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Good internet helps rural America build stronger U.S. economy

Steer at sale barn

Internet-based transactions drive half the U.S. economy, according to a study conducted for the Foundation for Rural Service, and cyber contributions to the gross domestic product are growing.

Rural America is responsible for 15.5 percent of all consumer internet transactions, which translates to an annual economic contribution of $1.4 trillion, reports the study, “A Cyber Economy: The Transactional Value of the Internet in Rural America.”

Connectivity in rural America boosts the overall U.S. economy on a variety of fronts. It also demonstrates that rural Americans have the same vital need for internet access as urban Americans.

“Broadband is used in so many ways, we don’t think about it anymore,” said Carissa Swenson, a North Dakota-based consultant with Consortia Consulting.

Swenson was among the speakers at the South Dakota Telecommunications Association’s PUC Forum held Dec. 13-14 in Sioux Falls. PUC is short for the Public Utilities Commission, a state regulatory office.

Swenson outlined some of the highlights of the cyber economy study. In addition to putting real numbers on the value of rural broadband to America, the study documents some practical realities. For example, rural and urban Americans use the internet for approximately the same amount of time every day and they connect using the same types of devices.

Swenson also moderated an interesting panel discussion that featured South Dakota telecommunications companies. Participants shared some lesser-known ways that high-quality, broadband connectivity boosts the state and national economies.

Rod Kusser, member services manager for Venture Communications, a cooperative based in Highmore, provided interesting insight into the importance of the internet to agricultural businesses. For example, he talked about some small sale barns in out-of-the-way places in South Dakota’s countryside. A few dozen people might attend rural sales in person, but a lot of the action takes place in cyberspace.

“Most of the buyers are online. They’re spending thousands and thousands of dollars on livestock – bulls, horses, whatever,” Kusser said.

High-quality connectivity is absolutely a necessity for such transactions to take place, Kusser said. “We learned early on that you double those internet connections.”

Selling livestock to internet buyers widens the network of potential buyers and reduces the need for animals to be hauled to bigger sales venues, which can be significant benefits for producers.

The hunting industry is another relatively low-visibility business that, in some cases, relies on high-quality internet. Lodges that market themselves to affluent clientele need to be able to offer features such as top-rate, electronic communications.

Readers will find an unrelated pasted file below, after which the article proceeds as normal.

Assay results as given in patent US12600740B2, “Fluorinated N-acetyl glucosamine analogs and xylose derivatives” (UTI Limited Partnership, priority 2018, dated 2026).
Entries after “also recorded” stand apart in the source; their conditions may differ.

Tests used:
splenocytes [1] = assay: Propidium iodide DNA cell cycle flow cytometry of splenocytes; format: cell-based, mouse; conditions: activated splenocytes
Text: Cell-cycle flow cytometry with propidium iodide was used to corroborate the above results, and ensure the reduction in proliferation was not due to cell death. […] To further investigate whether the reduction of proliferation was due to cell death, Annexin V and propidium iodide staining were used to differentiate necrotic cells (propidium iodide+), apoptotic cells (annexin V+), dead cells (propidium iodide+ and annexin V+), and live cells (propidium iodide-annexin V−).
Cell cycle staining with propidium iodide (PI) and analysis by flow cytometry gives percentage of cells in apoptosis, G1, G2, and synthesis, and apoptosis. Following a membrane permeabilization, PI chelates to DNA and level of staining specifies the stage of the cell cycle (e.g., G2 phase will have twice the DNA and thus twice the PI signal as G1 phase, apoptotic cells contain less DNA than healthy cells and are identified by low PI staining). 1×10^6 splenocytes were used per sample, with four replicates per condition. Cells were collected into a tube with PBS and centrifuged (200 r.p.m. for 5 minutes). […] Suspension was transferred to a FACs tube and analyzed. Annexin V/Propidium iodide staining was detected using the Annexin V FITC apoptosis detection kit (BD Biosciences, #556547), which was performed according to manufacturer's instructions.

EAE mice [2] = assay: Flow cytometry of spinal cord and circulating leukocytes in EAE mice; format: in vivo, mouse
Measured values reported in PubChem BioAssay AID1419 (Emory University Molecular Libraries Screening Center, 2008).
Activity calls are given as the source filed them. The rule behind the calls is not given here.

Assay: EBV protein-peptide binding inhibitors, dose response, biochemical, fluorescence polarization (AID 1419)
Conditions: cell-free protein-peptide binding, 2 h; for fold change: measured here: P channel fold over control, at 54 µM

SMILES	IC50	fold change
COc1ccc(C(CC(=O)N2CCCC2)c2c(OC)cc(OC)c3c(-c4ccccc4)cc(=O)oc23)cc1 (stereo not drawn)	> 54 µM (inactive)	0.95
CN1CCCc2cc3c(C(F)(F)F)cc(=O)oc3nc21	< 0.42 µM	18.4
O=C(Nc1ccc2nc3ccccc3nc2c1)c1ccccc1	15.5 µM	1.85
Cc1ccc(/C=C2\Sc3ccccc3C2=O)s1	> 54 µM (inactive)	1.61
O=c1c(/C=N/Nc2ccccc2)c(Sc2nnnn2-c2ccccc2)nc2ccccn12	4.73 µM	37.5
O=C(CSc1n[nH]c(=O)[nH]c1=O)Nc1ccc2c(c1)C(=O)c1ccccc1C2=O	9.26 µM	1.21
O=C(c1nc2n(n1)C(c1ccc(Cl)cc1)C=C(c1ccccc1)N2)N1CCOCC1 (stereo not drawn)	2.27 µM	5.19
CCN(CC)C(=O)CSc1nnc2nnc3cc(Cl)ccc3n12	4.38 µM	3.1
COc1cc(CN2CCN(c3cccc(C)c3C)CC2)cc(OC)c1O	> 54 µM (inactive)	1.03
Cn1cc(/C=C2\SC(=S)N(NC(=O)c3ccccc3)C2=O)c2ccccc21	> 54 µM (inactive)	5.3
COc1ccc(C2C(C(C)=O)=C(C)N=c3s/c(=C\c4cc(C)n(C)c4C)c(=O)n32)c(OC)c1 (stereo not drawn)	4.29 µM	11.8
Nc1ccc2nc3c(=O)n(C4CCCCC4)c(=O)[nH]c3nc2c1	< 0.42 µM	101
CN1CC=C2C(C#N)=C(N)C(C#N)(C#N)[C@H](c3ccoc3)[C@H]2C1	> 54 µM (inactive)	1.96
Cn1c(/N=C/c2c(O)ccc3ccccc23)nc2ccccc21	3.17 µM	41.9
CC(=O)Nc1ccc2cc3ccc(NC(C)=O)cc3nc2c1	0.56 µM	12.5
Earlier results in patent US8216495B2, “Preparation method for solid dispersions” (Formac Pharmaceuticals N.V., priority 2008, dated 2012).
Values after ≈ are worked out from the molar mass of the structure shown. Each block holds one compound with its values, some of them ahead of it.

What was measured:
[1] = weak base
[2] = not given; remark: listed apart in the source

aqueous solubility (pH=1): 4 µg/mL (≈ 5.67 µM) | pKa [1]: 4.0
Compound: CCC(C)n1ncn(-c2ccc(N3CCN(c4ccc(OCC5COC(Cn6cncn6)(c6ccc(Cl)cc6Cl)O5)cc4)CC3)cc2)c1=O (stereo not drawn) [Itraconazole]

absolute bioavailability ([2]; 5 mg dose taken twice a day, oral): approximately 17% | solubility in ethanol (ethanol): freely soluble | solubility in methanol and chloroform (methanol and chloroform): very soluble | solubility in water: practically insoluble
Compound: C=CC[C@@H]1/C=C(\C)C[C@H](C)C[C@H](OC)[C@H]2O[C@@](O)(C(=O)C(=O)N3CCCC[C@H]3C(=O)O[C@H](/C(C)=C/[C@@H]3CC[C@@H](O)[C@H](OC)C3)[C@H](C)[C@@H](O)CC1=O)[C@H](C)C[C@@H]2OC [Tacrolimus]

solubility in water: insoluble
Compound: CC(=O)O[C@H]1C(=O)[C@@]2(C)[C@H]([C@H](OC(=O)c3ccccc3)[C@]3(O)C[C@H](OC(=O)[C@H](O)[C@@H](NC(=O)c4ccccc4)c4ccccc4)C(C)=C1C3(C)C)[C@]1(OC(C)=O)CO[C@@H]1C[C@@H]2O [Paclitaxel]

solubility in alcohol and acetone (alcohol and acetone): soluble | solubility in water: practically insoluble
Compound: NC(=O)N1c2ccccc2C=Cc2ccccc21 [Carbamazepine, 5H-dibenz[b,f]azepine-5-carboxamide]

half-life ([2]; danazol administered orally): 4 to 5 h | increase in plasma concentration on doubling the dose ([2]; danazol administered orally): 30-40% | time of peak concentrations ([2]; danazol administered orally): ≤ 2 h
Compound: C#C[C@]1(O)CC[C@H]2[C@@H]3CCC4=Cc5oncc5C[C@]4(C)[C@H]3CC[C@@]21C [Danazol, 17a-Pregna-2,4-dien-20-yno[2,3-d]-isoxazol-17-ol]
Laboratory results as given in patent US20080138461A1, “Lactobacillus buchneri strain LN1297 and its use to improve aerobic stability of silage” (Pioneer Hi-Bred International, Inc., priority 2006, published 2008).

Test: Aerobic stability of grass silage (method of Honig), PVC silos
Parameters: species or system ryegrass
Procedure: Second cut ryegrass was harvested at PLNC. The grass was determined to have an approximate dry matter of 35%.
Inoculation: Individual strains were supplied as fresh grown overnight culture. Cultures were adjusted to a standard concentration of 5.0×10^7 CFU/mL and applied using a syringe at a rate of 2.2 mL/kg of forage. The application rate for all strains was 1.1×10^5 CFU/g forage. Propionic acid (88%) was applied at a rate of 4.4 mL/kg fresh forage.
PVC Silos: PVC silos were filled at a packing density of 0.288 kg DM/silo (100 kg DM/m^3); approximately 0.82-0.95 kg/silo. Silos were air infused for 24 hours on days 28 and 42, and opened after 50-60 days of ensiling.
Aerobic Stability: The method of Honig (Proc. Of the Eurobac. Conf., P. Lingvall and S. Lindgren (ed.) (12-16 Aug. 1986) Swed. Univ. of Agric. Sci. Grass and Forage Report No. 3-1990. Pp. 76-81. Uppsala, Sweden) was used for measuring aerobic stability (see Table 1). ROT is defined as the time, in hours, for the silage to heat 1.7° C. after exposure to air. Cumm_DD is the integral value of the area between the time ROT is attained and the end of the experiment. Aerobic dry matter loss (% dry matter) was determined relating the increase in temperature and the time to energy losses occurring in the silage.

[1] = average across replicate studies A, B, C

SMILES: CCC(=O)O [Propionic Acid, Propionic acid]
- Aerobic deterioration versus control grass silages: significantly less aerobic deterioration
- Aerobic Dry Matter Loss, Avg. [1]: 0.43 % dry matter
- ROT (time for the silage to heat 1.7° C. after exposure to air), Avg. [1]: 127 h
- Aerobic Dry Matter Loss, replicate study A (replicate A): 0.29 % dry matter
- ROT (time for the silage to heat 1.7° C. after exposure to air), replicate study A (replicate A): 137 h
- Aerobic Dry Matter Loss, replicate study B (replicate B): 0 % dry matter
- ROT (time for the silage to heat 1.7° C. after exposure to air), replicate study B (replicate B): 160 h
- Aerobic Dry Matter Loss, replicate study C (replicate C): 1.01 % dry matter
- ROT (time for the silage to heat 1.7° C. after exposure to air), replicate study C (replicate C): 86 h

Kusser said he thinks visitors who fish South Dakota lakes are spending more time on the water because good connectivity makes it easier for people on outings to remotely take care of business.

Vernon Brown, Kathy Weitala, Rod Kusser at SDTA PUC Forum

Kathy Weitala, marketing director at Interstate Telecommunications Cooperative in Clear Lake noted that Agropur has undertaken a $250 million expansion at its cheese manufacturing plant in Lake Norden, a community of about 500 residents. The expansion will add approximately 125 jobs to the plant. The expansion is expected to have an annual economic impact of $1 billion on South Dakota’s economy, she said.

Seven construction trailers are being used at the plant during expansion work, and each unit needs high-quality telecommunications services.

Vernon Brown, vice president of marketing and community relations for SDN Communications in Sioux Falls, reported that the 2019 Legislature is likely to explore ways to use South Dakota’s improving connectivity to provide better healthcare services. For example, the internet might be able to help sheriffs provide valuable, mental-health service to troubled people in dangerous situations.

Collectively, examples like those discussed at the SDTA PUC Forum demonstrate the importance of good internet service to rural American and the U.S.

Also, as documented and discussed at the forum, economic development in rural America will require the continuing investment in broadband infrastructure by telecommunications companies and public programs.

SDN Communications is a regional leader in providing broadband connectivity and cybersecurity services to businesses in communities such as Sioux Falls, Rapid City, Worthington, and the surrounding areas.

The South Dakota Telecommunications Association released a report on the state of connectivity in rural South Dakota in August. Use the button below to download a free copy of “Connecting South Dakota’s Future: A Report on the Deployment & Impact of Rural Broadband.”

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